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Very first MG SV up for auction

The very first MG SV that came off the MG Rover production line at Longbridge has been placed on eBay Motors and is up for auction.

Originally MG SV 101 was given to Webster Engineering by MG Rover who turned the factory-spec SV into a drag racer. However, with its time on the drag strip now behind it,  it’s been listed without an engine or gearbox.

The car has been heavily modified and features a weight-saving space frame front end, an alloy radiator and quick release steering wheel. Click here for the full eBay listing.

The SV is fondly remembered by MG fans as the symbol of a company that had high hopes and plenty of optimism about its future following the divorce from BMW. In 2000, MG Rover bought the assets of the Italian subsidiary of the Qvale Automotive Group – a supercar manufacturer that had tried to break into the lucrative North American market with the Mangusta convertible. Despite the challenges the company had faced, there was much optimism about the tie with MG.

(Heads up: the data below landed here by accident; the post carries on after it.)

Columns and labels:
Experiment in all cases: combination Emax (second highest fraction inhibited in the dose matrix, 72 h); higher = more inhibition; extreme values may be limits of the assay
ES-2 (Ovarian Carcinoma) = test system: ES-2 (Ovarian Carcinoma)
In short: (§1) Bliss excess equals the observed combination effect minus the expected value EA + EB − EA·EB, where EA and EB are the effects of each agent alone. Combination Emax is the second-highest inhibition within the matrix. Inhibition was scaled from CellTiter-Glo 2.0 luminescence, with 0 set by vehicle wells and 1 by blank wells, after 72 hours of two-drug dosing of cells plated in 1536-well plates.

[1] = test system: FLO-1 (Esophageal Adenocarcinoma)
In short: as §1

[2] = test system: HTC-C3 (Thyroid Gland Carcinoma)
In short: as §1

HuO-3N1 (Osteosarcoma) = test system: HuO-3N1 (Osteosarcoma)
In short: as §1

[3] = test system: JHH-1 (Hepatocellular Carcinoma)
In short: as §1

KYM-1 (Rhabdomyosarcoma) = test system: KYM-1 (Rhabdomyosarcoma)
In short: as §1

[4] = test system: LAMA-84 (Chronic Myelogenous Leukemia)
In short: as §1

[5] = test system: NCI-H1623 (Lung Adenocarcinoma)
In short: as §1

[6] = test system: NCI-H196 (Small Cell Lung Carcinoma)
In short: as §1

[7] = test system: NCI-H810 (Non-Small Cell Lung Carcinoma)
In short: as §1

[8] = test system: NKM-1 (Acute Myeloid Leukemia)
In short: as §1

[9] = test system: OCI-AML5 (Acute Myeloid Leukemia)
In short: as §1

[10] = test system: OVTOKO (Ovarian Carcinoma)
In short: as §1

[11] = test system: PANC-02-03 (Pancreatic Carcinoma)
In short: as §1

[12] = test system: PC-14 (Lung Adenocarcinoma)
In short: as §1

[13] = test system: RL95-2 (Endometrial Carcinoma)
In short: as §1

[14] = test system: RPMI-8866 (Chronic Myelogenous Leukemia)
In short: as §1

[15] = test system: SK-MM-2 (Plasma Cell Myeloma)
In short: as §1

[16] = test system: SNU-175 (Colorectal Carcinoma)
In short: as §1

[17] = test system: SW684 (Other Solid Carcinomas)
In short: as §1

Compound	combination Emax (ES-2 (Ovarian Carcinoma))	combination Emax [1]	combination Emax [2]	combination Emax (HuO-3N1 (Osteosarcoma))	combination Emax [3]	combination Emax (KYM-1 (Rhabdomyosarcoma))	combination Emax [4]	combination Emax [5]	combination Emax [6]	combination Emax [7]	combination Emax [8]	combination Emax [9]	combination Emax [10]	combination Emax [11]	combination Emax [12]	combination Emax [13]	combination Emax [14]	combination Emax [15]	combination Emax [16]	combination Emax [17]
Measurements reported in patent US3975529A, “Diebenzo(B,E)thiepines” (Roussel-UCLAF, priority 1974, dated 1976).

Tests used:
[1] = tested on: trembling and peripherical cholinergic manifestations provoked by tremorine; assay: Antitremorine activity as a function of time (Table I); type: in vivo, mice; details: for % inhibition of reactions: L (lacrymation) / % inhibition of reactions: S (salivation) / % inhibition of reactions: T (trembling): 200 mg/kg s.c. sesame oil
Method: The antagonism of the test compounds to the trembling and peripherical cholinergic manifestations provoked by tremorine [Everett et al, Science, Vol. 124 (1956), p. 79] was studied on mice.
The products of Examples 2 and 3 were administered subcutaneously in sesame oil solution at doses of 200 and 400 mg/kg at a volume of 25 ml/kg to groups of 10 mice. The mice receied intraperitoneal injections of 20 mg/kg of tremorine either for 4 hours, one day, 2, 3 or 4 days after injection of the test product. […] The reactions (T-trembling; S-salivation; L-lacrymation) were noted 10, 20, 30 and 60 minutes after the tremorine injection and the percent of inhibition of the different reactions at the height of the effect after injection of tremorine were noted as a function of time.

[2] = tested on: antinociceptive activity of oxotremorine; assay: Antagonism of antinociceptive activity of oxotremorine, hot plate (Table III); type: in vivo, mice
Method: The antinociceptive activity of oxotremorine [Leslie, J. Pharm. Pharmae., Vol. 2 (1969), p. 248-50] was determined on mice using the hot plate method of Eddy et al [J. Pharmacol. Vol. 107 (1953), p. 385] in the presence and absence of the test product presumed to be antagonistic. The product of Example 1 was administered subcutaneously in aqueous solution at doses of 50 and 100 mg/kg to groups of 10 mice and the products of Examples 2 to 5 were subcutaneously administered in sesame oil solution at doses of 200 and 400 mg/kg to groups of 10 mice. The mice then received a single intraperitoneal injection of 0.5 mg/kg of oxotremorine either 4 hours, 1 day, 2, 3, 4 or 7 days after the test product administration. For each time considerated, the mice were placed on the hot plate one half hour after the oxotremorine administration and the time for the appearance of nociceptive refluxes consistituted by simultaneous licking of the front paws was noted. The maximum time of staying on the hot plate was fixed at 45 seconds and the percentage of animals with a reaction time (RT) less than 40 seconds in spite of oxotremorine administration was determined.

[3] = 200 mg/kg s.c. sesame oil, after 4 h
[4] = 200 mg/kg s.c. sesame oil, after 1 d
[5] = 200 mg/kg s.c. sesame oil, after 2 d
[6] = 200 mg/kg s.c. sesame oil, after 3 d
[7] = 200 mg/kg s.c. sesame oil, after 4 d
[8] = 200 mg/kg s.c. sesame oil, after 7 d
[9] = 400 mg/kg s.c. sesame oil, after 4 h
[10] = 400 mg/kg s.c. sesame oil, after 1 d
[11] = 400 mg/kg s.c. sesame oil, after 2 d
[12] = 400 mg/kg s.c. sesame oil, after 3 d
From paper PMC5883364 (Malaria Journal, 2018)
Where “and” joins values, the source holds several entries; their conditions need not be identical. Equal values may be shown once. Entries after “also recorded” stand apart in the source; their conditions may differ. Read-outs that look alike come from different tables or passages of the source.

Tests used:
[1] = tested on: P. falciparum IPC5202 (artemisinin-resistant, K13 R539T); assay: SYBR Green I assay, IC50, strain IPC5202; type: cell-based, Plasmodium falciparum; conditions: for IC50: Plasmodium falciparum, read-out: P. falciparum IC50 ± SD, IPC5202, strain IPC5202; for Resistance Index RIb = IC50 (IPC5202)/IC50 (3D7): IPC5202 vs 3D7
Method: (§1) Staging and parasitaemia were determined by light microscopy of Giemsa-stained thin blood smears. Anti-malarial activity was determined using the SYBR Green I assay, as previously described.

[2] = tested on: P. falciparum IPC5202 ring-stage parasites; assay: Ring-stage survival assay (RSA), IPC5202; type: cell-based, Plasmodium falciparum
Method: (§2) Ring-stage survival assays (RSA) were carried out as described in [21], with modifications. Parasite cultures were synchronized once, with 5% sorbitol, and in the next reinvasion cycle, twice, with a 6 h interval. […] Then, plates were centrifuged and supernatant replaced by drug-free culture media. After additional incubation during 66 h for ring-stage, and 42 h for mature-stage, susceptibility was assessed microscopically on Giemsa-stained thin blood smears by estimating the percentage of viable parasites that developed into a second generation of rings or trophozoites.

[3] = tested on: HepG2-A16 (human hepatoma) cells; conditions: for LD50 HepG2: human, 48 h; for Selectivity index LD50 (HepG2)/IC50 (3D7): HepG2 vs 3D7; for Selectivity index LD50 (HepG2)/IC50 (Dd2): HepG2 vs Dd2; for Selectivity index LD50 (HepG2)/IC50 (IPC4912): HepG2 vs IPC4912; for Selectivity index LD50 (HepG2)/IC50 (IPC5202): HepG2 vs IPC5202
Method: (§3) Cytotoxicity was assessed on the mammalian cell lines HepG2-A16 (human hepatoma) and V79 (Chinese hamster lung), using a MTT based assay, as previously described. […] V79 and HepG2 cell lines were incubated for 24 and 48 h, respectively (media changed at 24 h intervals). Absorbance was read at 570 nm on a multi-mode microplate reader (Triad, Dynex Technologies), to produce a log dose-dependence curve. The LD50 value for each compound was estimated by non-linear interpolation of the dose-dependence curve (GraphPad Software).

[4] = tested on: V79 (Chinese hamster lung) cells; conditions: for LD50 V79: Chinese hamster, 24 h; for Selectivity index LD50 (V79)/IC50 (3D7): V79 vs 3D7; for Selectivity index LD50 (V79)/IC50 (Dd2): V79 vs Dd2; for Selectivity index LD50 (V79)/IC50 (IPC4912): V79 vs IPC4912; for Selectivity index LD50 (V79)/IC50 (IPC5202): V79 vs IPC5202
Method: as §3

The SV was revealed to the press on 22nd October 2002 at the Birmingham Motor Show to a startling reception who praised the bold design of the car, which was put together by world-renowned car designer Peter Stevens who had previously worked on the McLaren F1. The body of the MG SV was made on a lightweight steel chassis and an advanced carbon fibre body that was built to FIA standards. Parts were measured up in the UK before they were sent to Italy to be pieced together before eventually heading back to Longbridge for final construction.

It wasn’t just the exterior that got all the attention though as the SV was made with a brutish Ford-sourced 4.6L V8 engine producing 315bhp with a 0-60mph time of 5 seconds completing the extreme sports car vision that MG Rover had with the SV project. The SVR followed shortly after with a 5.0L V8, with MG offering nitrous oxide kits that would take the SVR to an incredible 1000bhp!

Thanks to its rarity, the SV maintains a strong following not only with MG fans but with petrolheads in general – hopefully this piece of MG history will end up with an enthusiast and maybe even see the drag strip once again.